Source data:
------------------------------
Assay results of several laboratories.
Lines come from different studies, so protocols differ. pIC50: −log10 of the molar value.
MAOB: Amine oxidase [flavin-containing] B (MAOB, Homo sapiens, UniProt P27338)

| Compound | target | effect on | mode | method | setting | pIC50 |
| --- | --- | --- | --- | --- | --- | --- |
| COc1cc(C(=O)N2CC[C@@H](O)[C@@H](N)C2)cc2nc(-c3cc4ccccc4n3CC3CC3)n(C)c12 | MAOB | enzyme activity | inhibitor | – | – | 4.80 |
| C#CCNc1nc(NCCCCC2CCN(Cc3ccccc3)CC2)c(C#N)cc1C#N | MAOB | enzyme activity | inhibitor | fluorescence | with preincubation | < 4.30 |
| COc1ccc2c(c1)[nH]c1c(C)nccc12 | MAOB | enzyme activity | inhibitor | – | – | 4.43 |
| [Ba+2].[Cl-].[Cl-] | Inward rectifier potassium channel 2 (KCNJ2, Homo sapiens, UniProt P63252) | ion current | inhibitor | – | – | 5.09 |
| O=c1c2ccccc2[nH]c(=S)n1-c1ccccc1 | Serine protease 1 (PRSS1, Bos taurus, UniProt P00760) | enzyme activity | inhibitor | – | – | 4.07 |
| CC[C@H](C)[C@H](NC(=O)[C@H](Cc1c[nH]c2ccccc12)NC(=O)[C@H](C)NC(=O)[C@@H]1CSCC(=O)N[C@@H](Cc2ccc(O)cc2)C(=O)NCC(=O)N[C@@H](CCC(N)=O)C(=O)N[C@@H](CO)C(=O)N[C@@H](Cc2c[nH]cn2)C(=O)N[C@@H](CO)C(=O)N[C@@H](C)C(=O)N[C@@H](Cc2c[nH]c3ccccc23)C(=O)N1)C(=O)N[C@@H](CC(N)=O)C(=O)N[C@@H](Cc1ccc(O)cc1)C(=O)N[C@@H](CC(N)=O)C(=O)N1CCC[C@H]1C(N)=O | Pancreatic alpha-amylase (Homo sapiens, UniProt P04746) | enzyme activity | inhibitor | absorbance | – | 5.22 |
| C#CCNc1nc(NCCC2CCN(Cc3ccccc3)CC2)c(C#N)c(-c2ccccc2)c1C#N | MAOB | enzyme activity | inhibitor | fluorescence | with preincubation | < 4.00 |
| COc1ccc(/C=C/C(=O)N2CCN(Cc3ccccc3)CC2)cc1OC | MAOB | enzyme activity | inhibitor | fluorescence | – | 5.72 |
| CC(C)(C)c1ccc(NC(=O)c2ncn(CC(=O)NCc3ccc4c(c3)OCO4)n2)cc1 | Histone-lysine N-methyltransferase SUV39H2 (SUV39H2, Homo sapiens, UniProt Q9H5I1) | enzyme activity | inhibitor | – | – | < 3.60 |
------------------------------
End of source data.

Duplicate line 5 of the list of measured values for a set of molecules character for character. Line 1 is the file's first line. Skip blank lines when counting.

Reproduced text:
| --- | --- | --- | --- | --- | --- | --- |